My family and I have a goal to visit every province and territory in Canada and so far, we've road tripped over 100,000 kms together. This summer alone, we’ve already spent more than 7,500 kms on the road and almost 1,000 nautical kms travelling to the most easterly parts of our country.
Now that the big trip is behind us, for the rest of the summer, you'll find us on the shores of Ontario's Southwest beaches. Despite our many adventures, my family looks forward to relaxing days in a location that doesn't require additional kilometres be added to our road trip tally. However, things will be a little bit different this year because our 12-year-old daughter will be performing in the cast of Aladdin: The Panto at Huron Country Playhouse in Grand Bend.
We’ve tented, yurt-ed, cottaged, resort-ed, and B&B-ed during many of our Ontario Southwest beach vacations, but this year, we’re stepping it up a notch. We will be parking our new camping trailer right near the beach so we can easily get to the theatre and spend the rest of the time exploring all the area has to offer for families.
Here are 18 things we’re planning to discover (and re-discover!) this summer that I know your kids will love:
My kids are pro-road trippers but even they need a break sometimes. Also, less time on the road means more time on the beach and five of the 14 Ontario Southwest beaches are less than 2.5 hours from Toronto. A bonus is that they are situated in the opposite direction of most of the cottage country traffic!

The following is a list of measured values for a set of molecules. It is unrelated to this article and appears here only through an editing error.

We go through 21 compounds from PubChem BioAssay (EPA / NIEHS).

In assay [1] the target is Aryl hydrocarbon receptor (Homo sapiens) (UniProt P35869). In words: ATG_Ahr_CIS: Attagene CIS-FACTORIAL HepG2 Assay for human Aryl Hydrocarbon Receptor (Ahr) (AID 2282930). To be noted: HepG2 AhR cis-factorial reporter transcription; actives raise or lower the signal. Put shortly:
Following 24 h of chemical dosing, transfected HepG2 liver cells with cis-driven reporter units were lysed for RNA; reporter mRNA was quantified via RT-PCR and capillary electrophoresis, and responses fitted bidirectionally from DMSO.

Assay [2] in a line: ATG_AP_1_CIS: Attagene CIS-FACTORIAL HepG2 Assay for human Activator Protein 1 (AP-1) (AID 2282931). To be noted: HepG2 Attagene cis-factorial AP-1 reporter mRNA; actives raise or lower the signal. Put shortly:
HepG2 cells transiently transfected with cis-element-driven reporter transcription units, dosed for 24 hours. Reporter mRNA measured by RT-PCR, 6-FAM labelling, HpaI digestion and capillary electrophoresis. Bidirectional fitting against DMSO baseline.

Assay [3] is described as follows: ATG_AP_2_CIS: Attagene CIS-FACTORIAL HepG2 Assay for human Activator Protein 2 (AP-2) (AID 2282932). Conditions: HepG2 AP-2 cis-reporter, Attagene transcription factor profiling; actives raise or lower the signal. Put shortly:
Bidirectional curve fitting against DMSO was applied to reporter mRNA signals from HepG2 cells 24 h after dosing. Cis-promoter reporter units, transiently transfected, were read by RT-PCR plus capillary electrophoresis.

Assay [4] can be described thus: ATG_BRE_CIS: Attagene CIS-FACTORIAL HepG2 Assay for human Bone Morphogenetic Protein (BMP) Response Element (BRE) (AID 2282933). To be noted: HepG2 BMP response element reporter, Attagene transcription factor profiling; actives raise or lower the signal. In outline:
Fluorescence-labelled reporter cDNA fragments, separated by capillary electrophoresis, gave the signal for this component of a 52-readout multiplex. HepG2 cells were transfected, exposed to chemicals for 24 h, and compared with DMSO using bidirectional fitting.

Having grown up in Southern Ontario, I've been visiting the beaches in this area since before I can remember (back in the days when Port Stanley had tall metal slides along the beach that we'd pour water on before sliding down on the hottest summer days!) These beaches are known for warm water and sandy beaches that stretch for kilometres. As an added bonus, four of those beaches including Canatara Beach, Port Stanley, Grand Bend, and Port Glasgow are among only 26 beaches in Canada that have earned official Blue Flag status based on their commitment to high water quality, environmental education, and safety criteria. We plan on dipping our toes in all four of them this summer!
Think you can't mix your beach vacation with a little experiential learning for the kids too? These excursions might have you thinking otherwise!
If your kids love planes the way my 8-year-old son does, you'll want to head to the No. 6 RCAF Dunnville Museum near Rock Point beach. You'll be able to see several WWII vintage planes, try your hand at the flight simulator, and get lost in the expansive collection of memorabilia.
For kids who spend hours playing with toy trains, roam among the retired train cars and engines, they'll enjoy the miniature railroad displays at the Elgin County Railway Museum. Then take a ride on one of Ontario’s oldest railways on a real train with the Port Stanley Terminal Rail.
The first time we took our kid to see the HMCS Ojibwa (a cold-war era submarine that has been restored and is now permanently displayed in Port Burwell), it wasn't open for tours just yet. Although we could walk around the outside - which is impressive all on it's own - all three of the kids couldn't wait to come back to tour the inside. Now, the HMCS Ojibwa is open to the public so, if your kids are older than 6, they can tour the inside of this impressive submarine.